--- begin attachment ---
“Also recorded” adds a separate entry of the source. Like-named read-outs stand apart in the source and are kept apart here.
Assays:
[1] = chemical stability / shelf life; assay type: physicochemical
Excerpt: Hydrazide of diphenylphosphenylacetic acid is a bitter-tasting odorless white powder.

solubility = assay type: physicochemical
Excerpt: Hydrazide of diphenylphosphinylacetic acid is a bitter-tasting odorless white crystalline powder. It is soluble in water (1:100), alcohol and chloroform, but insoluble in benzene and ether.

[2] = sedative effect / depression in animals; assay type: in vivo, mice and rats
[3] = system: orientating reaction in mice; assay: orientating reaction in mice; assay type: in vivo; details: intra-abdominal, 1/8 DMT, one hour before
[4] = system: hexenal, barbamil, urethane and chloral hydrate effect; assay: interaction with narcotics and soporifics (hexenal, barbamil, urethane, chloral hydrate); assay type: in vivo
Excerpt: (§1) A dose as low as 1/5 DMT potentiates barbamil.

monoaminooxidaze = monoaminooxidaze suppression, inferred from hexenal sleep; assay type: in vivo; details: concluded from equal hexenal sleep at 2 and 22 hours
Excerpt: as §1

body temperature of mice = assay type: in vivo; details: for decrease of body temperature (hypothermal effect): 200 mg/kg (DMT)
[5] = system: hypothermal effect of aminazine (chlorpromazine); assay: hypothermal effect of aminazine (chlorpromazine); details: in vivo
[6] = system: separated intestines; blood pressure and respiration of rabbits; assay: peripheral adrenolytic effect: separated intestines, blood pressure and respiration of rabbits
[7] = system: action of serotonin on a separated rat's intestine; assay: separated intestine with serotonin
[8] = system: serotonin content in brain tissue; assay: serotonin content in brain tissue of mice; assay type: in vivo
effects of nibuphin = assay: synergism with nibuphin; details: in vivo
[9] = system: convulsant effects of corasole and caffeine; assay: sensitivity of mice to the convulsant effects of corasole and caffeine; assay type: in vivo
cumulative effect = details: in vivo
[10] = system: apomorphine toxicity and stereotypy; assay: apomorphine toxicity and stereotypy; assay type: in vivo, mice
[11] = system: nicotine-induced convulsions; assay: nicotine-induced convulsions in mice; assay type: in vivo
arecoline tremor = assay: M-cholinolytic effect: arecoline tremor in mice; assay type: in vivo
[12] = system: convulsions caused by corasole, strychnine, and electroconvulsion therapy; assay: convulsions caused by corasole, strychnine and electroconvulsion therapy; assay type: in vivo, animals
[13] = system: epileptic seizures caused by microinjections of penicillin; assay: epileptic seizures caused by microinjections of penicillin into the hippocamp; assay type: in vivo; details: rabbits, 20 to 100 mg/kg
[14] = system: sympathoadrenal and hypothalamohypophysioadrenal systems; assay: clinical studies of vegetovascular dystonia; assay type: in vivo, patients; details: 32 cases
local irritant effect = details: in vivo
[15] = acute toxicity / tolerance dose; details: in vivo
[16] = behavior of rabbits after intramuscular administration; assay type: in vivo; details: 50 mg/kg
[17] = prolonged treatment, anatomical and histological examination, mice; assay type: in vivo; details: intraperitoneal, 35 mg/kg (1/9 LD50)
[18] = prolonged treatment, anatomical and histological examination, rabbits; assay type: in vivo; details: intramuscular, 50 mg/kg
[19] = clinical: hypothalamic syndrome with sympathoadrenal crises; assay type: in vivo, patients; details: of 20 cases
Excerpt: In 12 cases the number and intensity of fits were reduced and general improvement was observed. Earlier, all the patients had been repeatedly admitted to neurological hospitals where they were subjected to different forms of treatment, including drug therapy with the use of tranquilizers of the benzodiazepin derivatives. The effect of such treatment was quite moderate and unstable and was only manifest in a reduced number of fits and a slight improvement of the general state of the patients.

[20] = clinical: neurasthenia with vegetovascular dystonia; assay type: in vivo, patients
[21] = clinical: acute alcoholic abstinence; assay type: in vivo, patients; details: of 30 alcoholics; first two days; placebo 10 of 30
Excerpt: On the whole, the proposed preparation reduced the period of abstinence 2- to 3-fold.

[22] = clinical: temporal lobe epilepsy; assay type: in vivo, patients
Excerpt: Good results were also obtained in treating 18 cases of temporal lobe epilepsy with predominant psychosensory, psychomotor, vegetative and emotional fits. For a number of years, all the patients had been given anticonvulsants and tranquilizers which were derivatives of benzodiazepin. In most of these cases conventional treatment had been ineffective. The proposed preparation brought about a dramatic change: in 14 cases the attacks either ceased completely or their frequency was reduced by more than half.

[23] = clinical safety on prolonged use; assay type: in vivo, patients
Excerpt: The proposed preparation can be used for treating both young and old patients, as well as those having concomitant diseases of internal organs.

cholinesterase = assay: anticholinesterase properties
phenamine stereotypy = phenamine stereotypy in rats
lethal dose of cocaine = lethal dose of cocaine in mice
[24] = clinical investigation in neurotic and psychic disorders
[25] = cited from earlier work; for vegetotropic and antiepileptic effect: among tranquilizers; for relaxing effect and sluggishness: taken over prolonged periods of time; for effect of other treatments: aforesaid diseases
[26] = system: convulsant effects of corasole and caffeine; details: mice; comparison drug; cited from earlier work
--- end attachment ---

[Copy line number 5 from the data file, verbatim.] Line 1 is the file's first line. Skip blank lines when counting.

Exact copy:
solubility = assay type: physicochemical